Does the Thai language have “Good morning,” “Good afternoon,” and “Good evening?”

In Thailand, people usually greet with the time-independent “Sawasdee” or “Wasdee” (similar to hello). You rarely see anyone use time-dependent terms to greet their friends or family. But if you want to do it, you can.

  • If you want to say “good morning,” you can use “Arun Sawas” (อรุณสวัสดิ์). “Arun” means dawn or morning. “Sawas,” as mentioned, means good or great. So basically, it is “Good morning.”
  • For “good afternoon,” there is no equivalent word in Thai. So, you should go with “Sawasdee” or “Wasdee.”
  • For “good evening,” you have “Sayan Sawas” (สายัณห์สวัสดิ์). Like “Arun Sawas,” “Sayan” means dusk or evening, and Sawas means good or great. Hence, “Good evening.”

You can use these terms to express greetings at different times. However, keep in mind that these words are archaic. Nobody really uses them anymore. So, if you plan to use these words, be prepared to get weird looks.

However, you can intentionally use these archaic terms to get a laugh as soon as you greet your friends. Since nobody uses them anymore, people usually giggle when they hear such words. They might add, “When is this? 1600s? Hahaha.” And from there, you can enjoy a lively conversation.

Do Thai people say, “How are you?”

For English speakers, “How are you?” is a natural follow-up to a “Hello” or “Hi.” You use it because you genuinely want to know or only to appear friendly. However, the Thais don’t usually ask that.

Instead of “How are you,” Thai people opt for a “Where are you going” or “Where have you been.”

Now, for English speakers, these questions might sound too intrusive. But for the Thai, they are totally normal.

You can use “where are you going” when you meet an acquaintance by chance on the street or at a department store. For “Where have you been,” use it when you meet someone in your house.

Your interlocutors’ responses can give you a glimpse of what they are up to.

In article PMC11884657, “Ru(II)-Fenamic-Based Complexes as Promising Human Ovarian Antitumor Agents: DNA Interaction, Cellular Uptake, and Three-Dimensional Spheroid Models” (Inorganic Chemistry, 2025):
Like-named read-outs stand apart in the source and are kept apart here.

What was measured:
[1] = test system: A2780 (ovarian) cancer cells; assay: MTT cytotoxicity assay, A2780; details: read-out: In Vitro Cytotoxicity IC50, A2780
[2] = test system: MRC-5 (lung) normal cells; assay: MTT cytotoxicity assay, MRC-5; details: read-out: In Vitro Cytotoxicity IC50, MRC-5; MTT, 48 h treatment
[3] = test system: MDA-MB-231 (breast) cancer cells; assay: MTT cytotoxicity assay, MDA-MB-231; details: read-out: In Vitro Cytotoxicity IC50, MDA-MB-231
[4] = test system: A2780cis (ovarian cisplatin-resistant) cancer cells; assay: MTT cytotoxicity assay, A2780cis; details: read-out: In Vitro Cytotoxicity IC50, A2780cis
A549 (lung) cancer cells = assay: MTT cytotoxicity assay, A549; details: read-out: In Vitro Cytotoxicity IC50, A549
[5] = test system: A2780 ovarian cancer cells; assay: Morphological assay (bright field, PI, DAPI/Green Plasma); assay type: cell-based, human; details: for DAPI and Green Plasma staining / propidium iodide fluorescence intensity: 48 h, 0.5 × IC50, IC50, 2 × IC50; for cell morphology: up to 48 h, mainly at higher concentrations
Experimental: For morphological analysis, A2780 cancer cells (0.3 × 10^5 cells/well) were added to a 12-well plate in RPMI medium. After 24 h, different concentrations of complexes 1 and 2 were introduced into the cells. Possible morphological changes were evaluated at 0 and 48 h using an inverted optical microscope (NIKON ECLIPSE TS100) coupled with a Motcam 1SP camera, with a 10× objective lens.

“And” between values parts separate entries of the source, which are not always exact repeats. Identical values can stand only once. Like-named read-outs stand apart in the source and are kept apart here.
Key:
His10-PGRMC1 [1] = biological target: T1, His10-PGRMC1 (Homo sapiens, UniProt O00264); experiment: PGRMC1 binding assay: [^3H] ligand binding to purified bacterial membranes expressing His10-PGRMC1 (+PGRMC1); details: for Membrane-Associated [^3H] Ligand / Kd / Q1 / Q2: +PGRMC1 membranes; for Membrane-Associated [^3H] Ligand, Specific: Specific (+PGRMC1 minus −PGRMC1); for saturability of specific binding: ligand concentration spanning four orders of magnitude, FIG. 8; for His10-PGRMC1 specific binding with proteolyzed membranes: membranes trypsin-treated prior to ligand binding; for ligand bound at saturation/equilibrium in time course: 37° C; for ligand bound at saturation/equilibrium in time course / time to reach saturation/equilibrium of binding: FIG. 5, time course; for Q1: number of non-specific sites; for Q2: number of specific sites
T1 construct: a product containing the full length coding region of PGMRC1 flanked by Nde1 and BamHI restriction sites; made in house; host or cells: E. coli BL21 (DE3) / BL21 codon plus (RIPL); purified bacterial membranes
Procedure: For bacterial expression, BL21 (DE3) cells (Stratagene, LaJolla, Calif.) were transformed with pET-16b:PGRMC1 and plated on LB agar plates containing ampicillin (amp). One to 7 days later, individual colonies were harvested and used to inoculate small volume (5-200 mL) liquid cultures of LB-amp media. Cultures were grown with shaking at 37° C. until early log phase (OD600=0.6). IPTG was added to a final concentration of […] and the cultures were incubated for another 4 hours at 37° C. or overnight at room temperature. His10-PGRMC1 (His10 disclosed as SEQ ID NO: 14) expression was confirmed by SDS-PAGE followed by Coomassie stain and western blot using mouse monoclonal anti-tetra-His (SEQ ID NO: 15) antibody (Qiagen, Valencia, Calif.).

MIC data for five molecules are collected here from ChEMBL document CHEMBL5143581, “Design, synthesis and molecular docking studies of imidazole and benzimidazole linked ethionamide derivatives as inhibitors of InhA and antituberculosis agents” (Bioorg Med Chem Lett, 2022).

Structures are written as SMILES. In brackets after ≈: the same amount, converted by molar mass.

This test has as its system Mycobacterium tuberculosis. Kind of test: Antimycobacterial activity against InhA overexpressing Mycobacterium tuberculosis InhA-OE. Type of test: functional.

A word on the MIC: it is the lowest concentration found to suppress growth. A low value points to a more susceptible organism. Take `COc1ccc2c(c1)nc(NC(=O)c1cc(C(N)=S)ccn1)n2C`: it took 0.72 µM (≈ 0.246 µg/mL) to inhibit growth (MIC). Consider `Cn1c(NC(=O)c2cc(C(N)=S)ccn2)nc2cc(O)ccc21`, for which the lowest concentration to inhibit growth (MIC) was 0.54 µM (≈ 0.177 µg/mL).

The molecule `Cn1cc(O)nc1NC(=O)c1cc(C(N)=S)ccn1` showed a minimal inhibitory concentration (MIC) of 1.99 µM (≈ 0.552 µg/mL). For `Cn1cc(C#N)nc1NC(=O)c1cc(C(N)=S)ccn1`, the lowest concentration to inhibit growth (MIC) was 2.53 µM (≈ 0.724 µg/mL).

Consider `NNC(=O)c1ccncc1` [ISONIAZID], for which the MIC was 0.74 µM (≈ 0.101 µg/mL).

For example, if they say work, shopping, or a restaurant, you can assume they are doing fine. But if they say a hospital or a bank, you can guess something is going on. So, you can add a follow-up question like “What happened?”

Now, here is how you pronounce each question.

  • Where are you going: “Pai Nai” (ไปไหน).
  • Where have you been: “Pai Nai Ma” (ไปไหนมา).

Of course, this doesn’t mean Thai people don’t say “How are you” at all. If you haven’t met the person for a long time, it’s still appropriate. “How are you” is pronounced, “Pen Ngai Mang” (เป็นไงมั่ง).

Hello in Thai: Greet like a local

At the end of the day, Thai greetings might be more flexible than you think. 

As you can see, “Sawasdee” is the proper Thai greeting, but the locals prefer the shorter and friendlier “Wasdee.” And who knows? This might change in the future. “Sawasdee” used to be the norm, but now it somewhat belongs in a museum.

So, do what the Thai do. Keep updating yourself on how to do a proper greeting. One day, the Thai might opt for the even shorter “Dee,” instead of “Wasdee.” Just adapt, and you will have a great time in this foreign land.

Like always, if you want to discover more about Thailand, stay guided with ThaiGuider. You might learn something you never knew about this unique country.